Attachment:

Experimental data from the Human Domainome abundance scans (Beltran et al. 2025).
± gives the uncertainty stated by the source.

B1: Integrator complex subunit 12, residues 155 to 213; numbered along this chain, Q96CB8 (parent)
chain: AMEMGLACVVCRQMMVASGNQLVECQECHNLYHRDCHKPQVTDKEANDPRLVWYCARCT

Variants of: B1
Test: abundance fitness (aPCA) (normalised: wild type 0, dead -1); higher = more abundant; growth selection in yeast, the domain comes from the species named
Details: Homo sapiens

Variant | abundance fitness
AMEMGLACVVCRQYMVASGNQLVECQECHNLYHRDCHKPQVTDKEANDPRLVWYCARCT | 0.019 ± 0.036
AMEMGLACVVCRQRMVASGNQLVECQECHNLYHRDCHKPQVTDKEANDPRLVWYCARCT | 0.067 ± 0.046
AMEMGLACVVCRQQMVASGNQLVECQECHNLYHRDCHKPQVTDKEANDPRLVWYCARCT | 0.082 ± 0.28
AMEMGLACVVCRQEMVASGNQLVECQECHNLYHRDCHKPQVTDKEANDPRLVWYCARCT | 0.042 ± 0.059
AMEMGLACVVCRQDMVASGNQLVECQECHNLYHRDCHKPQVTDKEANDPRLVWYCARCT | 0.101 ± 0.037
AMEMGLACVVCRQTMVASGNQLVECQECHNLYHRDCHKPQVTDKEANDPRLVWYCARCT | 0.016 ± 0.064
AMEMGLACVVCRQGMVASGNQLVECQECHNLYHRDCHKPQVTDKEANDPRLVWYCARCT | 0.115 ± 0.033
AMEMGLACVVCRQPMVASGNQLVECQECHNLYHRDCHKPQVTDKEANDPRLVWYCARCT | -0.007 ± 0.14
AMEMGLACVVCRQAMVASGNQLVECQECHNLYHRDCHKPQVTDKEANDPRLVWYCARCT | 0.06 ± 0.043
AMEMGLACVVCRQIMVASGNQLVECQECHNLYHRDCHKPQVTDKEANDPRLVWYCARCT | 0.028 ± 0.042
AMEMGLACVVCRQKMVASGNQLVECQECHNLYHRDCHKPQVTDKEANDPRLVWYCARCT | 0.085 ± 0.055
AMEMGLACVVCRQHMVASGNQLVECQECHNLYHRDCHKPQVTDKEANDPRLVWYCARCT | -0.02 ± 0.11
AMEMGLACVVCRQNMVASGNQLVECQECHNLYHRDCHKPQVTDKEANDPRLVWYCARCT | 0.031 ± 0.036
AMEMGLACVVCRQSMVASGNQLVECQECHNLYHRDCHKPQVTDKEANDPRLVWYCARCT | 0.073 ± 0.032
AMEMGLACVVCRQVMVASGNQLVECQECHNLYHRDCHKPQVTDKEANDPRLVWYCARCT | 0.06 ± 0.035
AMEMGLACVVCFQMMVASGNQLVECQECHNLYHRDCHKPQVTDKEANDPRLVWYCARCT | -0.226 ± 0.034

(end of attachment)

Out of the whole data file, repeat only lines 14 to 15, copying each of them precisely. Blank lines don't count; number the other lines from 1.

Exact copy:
AMEMGLACVVCRQTMVASGNQLVECQECHNLYHRDCHKPQVTDKEANDPRLVWYCARCT | 0.016 ± 0.064
AMEMGLACVVCRQGMVASGNQLVECQECHNLYHRDCHKPQVTDKEANDPRLVWYCARCT | 0.115 ± 0.033